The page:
Consultation on police handling of biometric data launched

A police officer holding a new mobile fingerprint scanning system which allows police to identify a potential suspect in under a minute. Picture: PA
A police officer holding a new mobile fingerprint scanning system which allows police to identify a potential suspect in under a minute. Picture: PA
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A consultation has been launched today on plans to improve the management of biometric data collected by the police in Scotland.

The Scottish Government wants to introduce additional safeguards to ensure the safe and proportionate use of fingerprints, DNA and facial recognition technology.

A public consultation is now underway in response to recommendations made by an Independent Advisory Group on biometrics earlier this year.

It asks for views on the creation of a code of practice on the use, storage and disposal of biometric data to be overseen by a new Scottish Biometrics Commissioner.

The arrangements will cover data held by the likes of Police Scotland, the Scottish Police Authority and other bodies involved in law enforcement activity in Scotland.

Cabinet secretary Humza Yousaf said: “Biometric data is critical to police investigations, including the prevention of crime. At the same time, it is important that the public have confidence in how this information is held, used and disposed of, which is why we want their views on these proposals.

“The creation of a code of practice, and a new commissioner to oversee that, will allow us to take full advantage of current and new technologies, and future developments in biometrics. By asking the public their views we are recognising not only the significance of biometrics to policing but also the important ethical and human rights considerations associated with such information.”

The Scottish Human Rights Commission said it was a “timely moment” in Scots law as it allowed the development of a more ethical system.

Judith Robertson, chair of the commission, said: “Biometric data has important implications for privacy and other human rights, such as the right to be presumed innocent.

“This is a timely moment as it allows Scottish law and policy in this area to develop in a human rights-based, ethical manner which gives appropriate weight to considerations of public protection on the one hand, and privacy and other relevant human rights on the other.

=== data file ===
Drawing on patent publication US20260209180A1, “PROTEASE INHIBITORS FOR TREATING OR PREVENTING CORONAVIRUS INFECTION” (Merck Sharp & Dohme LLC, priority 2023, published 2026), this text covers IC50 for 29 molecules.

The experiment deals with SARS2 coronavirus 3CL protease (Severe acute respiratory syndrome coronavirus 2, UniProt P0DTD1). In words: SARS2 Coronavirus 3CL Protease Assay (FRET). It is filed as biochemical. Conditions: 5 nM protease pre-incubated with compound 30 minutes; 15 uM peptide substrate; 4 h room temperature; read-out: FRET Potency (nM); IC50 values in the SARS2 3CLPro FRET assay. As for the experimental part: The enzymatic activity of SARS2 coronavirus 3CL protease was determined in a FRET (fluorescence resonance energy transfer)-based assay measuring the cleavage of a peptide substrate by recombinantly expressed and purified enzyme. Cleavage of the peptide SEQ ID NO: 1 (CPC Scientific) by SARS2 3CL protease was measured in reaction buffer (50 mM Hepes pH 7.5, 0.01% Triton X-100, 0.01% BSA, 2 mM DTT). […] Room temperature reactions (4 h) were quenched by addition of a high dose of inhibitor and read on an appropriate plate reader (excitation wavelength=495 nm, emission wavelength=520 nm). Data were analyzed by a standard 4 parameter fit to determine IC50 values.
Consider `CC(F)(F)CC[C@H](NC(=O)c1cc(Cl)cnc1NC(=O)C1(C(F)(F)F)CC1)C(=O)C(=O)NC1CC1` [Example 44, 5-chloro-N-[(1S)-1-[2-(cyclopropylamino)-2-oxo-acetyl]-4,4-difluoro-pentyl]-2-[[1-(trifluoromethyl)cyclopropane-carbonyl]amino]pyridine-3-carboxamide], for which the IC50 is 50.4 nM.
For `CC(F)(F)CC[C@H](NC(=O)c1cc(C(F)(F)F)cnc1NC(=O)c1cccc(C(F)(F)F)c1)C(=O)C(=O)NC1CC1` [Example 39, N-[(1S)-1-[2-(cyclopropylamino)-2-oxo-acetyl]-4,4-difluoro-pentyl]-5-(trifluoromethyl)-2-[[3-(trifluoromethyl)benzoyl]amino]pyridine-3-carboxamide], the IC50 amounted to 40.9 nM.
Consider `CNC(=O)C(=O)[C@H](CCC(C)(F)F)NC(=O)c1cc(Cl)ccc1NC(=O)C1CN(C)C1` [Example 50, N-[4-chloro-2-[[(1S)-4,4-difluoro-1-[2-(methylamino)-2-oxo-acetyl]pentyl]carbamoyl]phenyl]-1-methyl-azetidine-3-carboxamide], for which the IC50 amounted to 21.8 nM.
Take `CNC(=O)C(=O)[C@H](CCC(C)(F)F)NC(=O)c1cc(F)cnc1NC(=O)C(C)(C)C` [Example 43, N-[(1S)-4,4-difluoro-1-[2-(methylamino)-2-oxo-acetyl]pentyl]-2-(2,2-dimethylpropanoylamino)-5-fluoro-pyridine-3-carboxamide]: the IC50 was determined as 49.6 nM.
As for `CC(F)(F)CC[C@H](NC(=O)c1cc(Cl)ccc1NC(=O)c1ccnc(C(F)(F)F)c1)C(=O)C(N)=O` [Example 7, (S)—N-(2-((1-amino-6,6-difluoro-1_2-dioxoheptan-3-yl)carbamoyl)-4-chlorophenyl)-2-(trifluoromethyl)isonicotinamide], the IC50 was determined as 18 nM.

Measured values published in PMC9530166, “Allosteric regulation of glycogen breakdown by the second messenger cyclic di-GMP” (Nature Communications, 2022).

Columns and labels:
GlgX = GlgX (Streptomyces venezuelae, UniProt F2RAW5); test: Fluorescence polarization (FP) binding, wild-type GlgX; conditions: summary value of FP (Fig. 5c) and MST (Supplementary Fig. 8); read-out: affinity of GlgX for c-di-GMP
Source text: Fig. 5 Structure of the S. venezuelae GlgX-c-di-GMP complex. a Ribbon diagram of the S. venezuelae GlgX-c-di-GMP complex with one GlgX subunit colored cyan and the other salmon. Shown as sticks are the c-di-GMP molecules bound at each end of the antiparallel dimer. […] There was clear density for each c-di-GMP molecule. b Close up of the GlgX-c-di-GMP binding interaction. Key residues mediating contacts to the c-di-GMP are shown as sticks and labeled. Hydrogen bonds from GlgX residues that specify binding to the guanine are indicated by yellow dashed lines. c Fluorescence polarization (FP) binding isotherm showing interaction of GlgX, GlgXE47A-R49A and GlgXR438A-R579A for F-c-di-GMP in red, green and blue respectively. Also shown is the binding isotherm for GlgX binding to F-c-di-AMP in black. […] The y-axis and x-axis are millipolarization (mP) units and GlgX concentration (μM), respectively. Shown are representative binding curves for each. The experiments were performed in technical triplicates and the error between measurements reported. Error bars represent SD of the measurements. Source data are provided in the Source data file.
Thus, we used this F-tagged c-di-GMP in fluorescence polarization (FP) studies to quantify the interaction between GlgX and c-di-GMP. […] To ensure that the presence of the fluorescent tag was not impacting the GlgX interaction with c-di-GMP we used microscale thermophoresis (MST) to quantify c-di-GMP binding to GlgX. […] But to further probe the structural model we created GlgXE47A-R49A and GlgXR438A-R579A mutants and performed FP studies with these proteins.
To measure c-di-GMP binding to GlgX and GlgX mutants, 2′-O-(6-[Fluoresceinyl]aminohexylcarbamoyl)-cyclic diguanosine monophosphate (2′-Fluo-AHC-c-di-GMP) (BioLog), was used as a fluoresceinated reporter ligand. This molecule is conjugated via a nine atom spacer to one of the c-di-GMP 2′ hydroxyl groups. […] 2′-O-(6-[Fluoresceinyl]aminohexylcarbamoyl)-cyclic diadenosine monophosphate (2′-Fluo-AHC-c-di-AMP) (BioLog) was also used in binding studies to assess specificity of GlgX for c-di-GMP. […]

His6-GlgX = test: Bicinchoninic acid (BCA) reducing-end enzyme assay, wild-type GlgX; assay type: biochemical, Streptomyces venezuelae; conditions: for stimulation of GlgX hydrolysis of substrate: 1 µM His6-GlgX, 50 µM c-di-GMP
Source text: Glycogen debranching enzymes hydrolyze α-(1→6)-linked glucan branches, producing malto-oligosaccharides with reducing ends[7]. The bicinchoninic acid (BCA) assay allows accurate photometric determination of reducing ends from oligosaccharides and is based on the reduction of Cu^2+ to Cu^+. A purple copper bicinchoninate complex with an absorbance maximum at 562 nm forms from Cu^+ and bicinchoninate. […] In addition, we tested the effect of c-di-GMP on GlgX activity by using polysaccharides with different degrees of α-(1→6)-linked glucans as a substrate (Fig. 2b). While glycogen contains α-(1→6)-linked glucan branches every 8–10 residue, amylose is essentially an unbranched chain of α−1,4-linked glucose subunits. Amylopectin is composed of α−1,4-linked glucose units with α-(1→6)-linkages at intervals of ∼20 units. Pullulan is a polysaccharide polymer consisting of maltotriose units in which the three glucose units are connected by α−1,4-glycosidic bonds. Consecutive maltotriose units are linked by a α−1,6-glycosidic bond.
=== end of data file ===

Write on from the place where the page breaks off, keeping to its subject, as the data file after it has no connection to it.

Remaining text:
“The commission welcomes the introduction of a code of practice based on legislation and an ethics advisory group which will provide a valuable forum for considering the ethical impact on society, groups and individuals of using biometric technologies.

“We also strongly support the need for an independent Scottish Biometrics Commissioner answerable to the Scottish Parliament and with adequate resources to ensure trust, transparency and accountability for the collection of personal data.

“There is a continuing need to raise public awareness and confidence in other areas of technology where data is gathered and used. Human rights should continue to be mainstreamed into the strategies, policies and operational processes of policing as well as in other public and private organisations that use modern technologies and personal data.”

John Scott QC, who chaired the advisory group, said: “Biometric technologies are a fast-developing area – consider, for example, recent debate around facial recognition – with potential for enhanced public protection and security.

“It is, however, crucial that such developments occur in an ethical framework with proper respect for privacy and other human rights, as opposed to being solely technology-driven.

“To seek to ensure that there is appropriate public confidence and trust in technology and retention of data, we recommended in our report that steps should be taken towards improved public awareness and engagement.”